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Frontier Starts Reselling HughesNet Broadband Services
Two Awful Tastes That Taste Awful Together?
by Karl Bode 08:36AM Wednesday Jul 25 2012
HughesNet and Frontier Communications, two companies with significant reputations for over-charging and under-delivering when it comes to broadband services, this week announced that Frontier will start reselling HughesNet services in rural markets. HughesNet's slow speeds, high prices and daily usage caps (we assume all three will be coming along for the ride) consistently see fairly awful reviews among our users, and Frontier's DSL reviews fare only slightly better. Frontier appears to positioning themselves to offer HughesNet's new Gen4 services which should provide slightly faster speeds, but will likely remain saddled by high latency, high prices, and severe daily usage caps. While it makes sense that two companies that really aren't very good at what they do should want to work together, Frontier's PR team overshoots a little when selling the new joint product. "This is another example of Frontier's unwavering commitment to making broadband access ubiquitous - especially in rural America," claims Frontier. It's an example of something, but "unwavering commitment" probably isn't the phrase many customers of the two companies would choose.

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Crookshanks

join:2008-02-04
Binghamton, NY

2 recommendations

ah, Frontier, Karl's favorite whipping boy....

.... why not slam Verizon for abandoning their copper markets while simultaneously slamming Frontier because they aren't investing in those markets fast enough for our liking? Don't give them any credit at all for steadily expanding their DSL footprint and bringing it to rural areas that Verizon couldn't care less about, where the only other choice is capped/high-latency satellite or (if you're lucky) capped 3G.

Despite what many people think, Frontier has been a godsend around these parts. 3mbit/s speeds may not impress many people around here but it's fast enough for the majority of normal users and infinitely better than high-latency, capped, and expensive satellite service.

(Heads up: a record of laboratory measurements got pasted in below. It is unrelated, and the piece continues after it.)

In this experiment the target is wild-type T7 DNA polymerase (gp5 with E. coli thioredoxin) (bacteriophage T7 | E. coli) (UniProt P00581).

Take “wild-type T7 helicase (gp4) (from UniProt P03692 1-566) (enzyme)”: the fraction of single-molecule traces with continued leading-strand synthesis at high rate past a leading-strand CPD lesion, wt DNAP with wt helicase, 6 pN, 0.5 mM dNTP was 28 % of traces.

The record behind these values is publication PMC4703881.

I've worked with Frontier for more than a decade on both the residential and commercial side of the business. They've been nothing but helpful, responsive, easy to deal with, and reliable. Some people may have had negative experiences but Frontier deserves more respect than it gets on the editorial page.

spewak
R.I.P Dadkins
Premium
join:2001-08-07
Elk Grove, CA
kudos:1
Reviews:
·SureWest Internet

Re: ah, Frontier, Karl's favorite whipping boy....

said by Crookshanks:

....

They've been nothing but helpful, responsive, easy to deal with, and reliable. Some people may have had negative experiences but Frontier deserves more respect than it gets on the editorial page.

A large number of folks have had "negative experiences" with Frontier, and no, no they do not deserve more respect on the Editorial page.
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tanzam75

join:2012-07-19

2 recommendations

I once rented a vacation house in eastern Maine. The entire eastern half of Maine has fewer people than the county in New Jersey where I live, despite having 50x the square mileage.

The house was by the sea, on a peninsula about 15 miles from the nearest town (if you could call it that). There was no cell phone signal -- the tower was in the nearest town. Don't even think about cable television. The nearest big-box store was 90 miles away. There were no water or sewer lines -- it was all wells and septic systems. Houses 500 feet away had no electricity.

And yet, the house was served by 3 Mbps DSL from Frontier.

My place in New Jersey maxes out at 1 Mbps DSL from Verizon, because its distance to the Central Office precludes a faster service profile. There are houses about half-a-mile away, in a development built in the 1990s, that do not qualify for any DSL service at all. There is crosstalk on the lines when making a phone call. The copper is falling apart, but the FiOS buildout ends about 2 miles away.

This is not to excuse Frontier for poor service, but just to place the situation in context. They're serving areas that the Bell System didn't want, plus the areas that Verizon didn't want. It's not exactly easy or cheap to provide high-speed Internet to these places.

Of course, if you live in a city that just happens to lie in Frontier's service area, then it is not exactly comforting to know that you're served by a rural telecom ...

firephoto
We the people
Premium
join:2003-03-18
Brewster, WA
Hey if they're so great and helpful, why after years of them taking over this Verizon area have I not heard one peep out of them unless it's mail garbage trying to upsell me to a second slow line that costs more than the first line. My line stats support faster speeds, My paid service tier supports higher speeds. I GET NO HIGHER SPEEDS.

My friend in another area in the sticks here with Charter is probably well past 20M service now. Frontier is a joke.
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Smith6612
Premium,MVM
join:2008-02-01
North Tonawanda, NY
kudos:24
Reviews:
·Verizon Online DSL
·Frontier Communi..

Re: ah, Frontier, Karl's favorite whipping boy....

said by firephoto:

Hey if they're so great and helpful, why after years of them taking over this Verizon area have I not heard one peep out of them unless it's mail garbage trying to upsell me to a second slow line that costs more than the first line. My line stats support faster speeds, My paid service tier supports higher speeds. I GET NO HIGHER SPEEDS.

My friend in another area in the sticks here with Charter is probably well past 20M service now. Frontier is a joke.